Discover the best spots to go camping in Death Valley National Park for a unique experience. 

I’m not kidding when I say unique — the arid, desert-like landscape of Death Valley isn’t exactly the first place that comes to mind when you hear the word “camping”. Its martian-like appearance and scorching temperatures can easily deter any outdoors person. 

But here’s your chance to prove any nay-sayer wrong by spending a few nights in the country’s most extreme region. And to get you there quicker, I’ve lined up the best campgrounds. 

Get your gear and smores sticks ready – we’re camping at Death Valley.

Best Spots for Camping in Death Valley National Park

Furnace Creek 

  • Open dates: Year round
  • Number of sites: 136
  • Types of camping available: Tent & campervan/RV
  • Amenities: Restrooms, picnic tables, and fire pits

You’ll likely recognise the name – Furnace Creek is a popular site and the most developed Death Valley campground. It often gets crowded here, the facilities and gorgeous scenery draw people in by the dozen. 

Badwater (the lowest point in North America) and Scotty’s Castle might also pique your interest. Remember to confirm which sites are accessible at the Visitor Center, as some roads may still be inaccessible due to major flooding. 

Furnace Creek is ideal for RV camping in Death Valley, but if you’re travelling by car, you’re only allowed two. This spacious campground boasts 136 sites, with 46 designated for tents only and 18 that have full hookups. This camping ground accepts up to eight campers per site. 

Regarding your furry family members, they are welcome but on a leash and always attended. 

I recommend reserving your spot well in advance between 15 October and 15 April, as the remainder of the year is first-come-first-serve. Fees range from $16 – $22 for standard sites and $36 for RV hook-up sites. 

Stovepipe Wells 

  • Open dates: October – April
  • Number of sites: 190
  • Types of camping available: Tent & campervan/RV
  • Amenities: Restrooms, picnic tables, and fire pits
Stovepipe Wells Area

One of the top campgrounds in Death Valley National Park is Stovepipe Wells. Not only can you savour the splendid scenery of this rugged desert valley, but it’s conveniently located near other park amenities and attractions. 

Note that this campground opens seasonally, from 15 October through April. After that, the park closes due to extreme heat.

With the grounds boasting a whopping 190 sites mainly geared towards RV and trailer camping, on-site, you have access to fire pits, restrooms, and picnic tables. All for a small fee of $14.00 per night. 

There are only 28 sites designated for tents, so I’d recommend considering a different campsite if it happens to fill up quickly. 

After pitching your tent, you can relish Mesquite Flat Sand Dunes’ gorgeous surroundings and breathtaking views. So remember to have your camera on hand.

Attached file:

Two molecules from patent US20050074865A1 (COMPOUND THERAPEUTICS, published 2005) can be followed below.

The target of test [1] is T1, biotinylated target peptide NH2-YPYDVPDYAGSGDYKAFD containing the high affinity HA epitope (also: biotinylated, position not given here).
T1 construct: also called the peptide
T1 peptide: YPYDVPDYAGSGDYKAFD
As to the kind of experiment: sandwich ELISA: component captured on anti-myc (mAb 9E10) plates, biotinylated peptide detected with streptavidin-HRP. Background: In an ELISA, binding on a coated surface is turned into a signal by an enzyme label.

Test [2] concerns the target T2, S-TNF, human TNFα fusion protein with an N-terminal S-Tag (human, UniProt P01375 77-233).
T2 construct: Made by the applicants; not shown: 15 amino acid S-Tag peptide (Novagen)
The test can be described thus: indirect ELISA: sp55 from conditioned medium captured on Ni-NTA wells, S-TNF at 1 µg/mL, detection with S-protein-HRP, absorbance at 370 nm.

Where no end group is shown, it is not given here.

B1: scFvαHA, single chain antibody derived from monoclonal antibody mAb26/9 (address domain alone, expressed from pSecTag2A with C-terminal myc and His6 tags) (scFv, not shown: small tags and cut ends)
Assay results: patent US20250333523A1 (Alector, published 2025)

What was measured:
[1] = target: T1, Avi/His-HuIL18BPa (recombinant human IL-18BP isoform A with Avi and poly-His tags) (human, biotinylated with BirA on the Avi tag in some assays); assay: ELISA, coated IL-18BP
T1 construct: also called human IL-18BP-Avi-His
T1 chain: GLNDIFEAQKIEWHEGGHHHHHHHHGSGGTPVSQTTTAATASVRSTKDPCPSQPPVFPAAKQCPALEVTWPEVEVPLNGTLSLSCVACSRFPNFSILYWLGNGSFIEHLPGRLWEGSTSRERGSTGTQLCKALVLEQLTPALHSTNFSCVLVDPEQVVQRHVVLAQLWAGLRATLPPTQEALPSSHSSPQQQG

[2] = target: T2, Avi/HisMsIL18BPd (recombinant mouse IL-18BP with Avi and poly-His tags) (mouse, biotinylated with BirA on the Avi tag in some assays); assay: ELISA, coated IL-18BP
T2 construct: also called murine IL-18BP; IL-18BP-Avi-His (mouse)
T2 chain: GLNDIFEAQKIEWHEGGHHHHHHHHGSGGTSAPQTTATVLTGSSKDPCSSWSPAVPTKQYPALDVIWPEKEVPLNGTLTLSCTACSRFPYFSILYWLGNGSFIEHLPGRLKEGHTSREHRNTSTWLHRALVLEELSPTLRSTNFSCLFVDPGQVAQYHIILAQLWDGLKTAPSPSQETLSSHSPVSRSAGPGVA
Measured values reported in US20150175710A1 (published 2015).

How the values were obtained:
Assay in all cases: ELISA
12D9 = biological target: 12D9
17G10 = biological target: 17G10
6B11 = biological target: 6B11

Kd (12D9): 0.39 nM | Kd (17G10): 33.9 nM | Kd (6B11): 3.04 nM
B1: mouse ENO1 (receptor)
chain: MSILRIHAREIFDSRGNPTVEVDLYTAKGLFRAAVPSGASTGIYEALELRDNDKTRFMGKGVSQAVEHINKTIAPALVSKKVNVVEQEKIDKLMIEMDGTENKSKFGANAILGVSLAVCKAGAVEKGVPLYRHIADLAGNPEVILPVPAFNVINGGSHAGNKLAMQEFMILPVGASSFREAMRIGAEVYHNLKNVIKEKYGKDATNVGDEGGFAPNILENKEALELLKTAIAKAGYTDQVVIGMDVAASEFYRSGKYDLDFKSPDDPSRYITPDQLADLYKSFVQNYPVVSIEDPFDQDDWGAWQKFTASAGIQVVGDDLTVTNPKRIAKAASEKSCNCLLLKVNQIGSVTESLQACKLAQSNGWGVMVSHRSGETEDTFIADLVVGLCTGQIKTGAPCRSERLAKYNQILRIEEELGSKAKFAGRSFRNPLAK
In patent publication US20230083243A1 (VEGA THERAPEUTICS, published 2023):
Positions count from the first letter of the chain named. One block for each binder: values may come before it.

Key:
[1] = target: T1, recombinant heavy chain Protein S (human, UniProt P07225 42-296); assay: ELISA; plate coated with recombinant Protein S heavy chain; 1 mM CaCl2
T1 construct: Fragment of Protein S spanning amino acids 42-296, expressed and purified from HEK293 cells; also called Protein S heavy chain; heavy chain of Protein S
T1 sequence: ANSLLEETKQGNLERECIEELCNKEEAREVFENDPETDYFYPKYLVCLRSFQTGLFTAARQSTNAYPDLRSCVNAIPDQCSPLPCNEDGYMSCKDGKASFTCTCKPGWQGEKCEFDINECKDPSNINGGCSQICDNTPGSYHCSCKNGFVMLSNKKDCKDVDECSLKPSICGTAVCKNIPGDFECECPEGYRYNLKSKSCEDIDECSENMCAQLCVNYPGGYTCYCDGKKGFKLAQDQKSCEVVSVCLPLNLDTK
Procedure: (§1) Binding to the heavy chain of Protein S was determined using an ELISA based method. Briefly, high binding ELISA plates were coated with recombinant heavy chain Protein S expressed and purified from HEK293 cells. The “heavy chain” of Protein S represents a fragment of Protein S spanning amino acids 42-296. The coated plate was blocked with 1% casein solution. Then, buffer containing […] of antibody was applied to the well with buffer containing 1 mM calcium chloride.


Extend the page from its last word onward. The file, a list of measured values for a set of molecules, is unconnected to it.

Mahogany Flats 

  • Open dates: Year round. Temporarily closed between 11 September and 20 September due to storm damage. 
  • Number of sites: 10
  • Types of camping available: Tent & campervan/RV 
  • Amenities: Picnic tables and firepits
Mahogany Flats 

When you think of a picturesque, mountainside campground, Mahogany Flats should come to mind. Tucked between Pinyon Pine and Juniper forest, this campsite sits at a staggering 8,200-foot elevation above ground. 

Camping in Death Valley National Park doesn’t get more primitive than this. That’s due to the non-existing showers, vault toilets, and no internet. You can only access this site via a dirt road that requires high-clearance vehicles. 

But don’t let this put you off – once you reach the top, you’ll be in awe of the scenery: rustic and mountainous.  

Not only can you gaze upon Badwater basin, but the Telescope Peak Trailhead is just around the corner. You’ll also have access to a flurry of hiking trails, mountaineering opportunities, biking, and even horse riding. 

And to cool off from the Death Valley heat, you can trek your way to Darwin Falls for a tranquil dip in the mountain-fed waters. 

While you’re facing the vast landscapes of the valley from this site, you might as well whip out your camera to capture some wildlife. Mahogany Flats is a popular location for wildlife watching, offering glimpses of mule deer, desert bighorn, and native fish, to name a few. 

Wildrose Campground

  • Open dates: Year round
  • Number of sites: 23
  • Types of camping available: Tent & campervan/RV
  • Amenities: Potable water and picnic facilities on-site 

Another fantastic first-come-first-serve spot to take your Death Valley camping to another level is Wildrose Campground. When I say another level, I mean 4100 ft from the ground. 

This site may not have electric hook-ups, but the quiet, rustic environment makes it a perfect escape for seclusion seekers. The isolated wilderness of the Wildrose Campground, away from lights and crowds, offers excellent conditions to stargaze. 

You’ll also feel tucked away in the Panamint Mountains with no cell service. Expect quite a primitive campground featuring pit toilets, no shower, potable water, and a few picnic tables.